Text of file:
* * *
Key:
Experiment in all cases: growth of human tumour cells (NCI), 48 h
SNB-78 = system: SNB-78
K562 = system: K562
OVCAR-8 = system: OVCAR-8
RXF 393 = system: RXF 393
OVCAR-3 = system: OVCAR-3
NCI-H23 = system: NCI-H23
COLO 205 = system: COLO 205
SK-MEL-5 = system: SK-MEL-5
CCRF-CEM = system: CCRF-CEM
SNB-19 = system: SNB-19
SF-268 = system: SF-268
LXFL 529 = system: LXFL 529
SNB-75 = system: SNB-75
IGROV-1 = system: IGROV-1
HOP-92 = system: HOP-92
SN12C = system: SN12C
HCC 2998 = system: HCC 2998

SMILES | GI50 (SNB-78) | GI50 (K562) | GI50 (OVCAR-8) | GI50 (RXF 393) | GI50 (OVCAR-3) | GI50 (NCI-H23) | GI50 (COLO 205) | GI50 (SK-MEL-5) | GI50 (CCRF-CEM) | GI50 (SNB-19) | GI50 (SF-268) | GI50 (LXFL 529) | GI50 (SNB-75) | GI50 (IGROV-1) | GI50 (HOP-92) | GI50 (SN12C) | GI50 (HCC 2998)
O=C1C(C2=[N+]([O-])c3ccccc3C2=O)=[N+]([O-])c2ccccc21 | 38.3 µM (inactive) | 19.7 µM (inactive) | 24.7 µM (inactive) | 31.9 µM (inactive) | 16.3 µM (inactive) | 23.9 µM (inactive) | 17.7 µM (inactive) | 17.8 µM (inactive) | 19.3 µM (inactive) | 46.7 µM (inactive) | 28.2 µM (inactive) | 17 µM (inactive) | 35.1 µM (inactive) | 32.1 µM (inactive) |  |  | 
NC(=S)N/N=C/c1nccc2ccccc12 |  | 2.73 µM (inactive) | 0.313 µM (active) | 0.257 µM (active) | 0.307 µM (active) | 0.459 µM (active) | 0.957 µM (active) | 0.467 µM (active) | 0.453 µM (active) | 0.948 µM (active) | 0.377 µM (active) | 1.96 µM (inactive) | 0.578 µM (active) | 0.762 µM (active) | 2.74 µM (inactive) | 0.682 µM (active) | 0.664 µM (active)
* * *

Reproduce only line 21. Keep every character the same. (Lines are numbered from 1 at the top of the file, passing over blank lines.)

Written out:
O=C1C(C2=[N+]([O-])c3ccccc3C2=O)=[N+]([O-])c2ccccc21 | 38.3 µM (inactive) | 19.7 µM (inactive) | 24.7 µM (inactive) | 31.9 µM (inactive) | 16.3 µM (inactive) | 23.9 µM (inactive) | 17.7 µM (inactive) | 17.8 µM (inactive) | 19.3 µM (inactive) | 46.7 µM (inactive) | 28.2 µM (inactive) | 17 µM (inactive) | 35.1 µM (inactive) | 32.1 µM (inactive) |  |  | 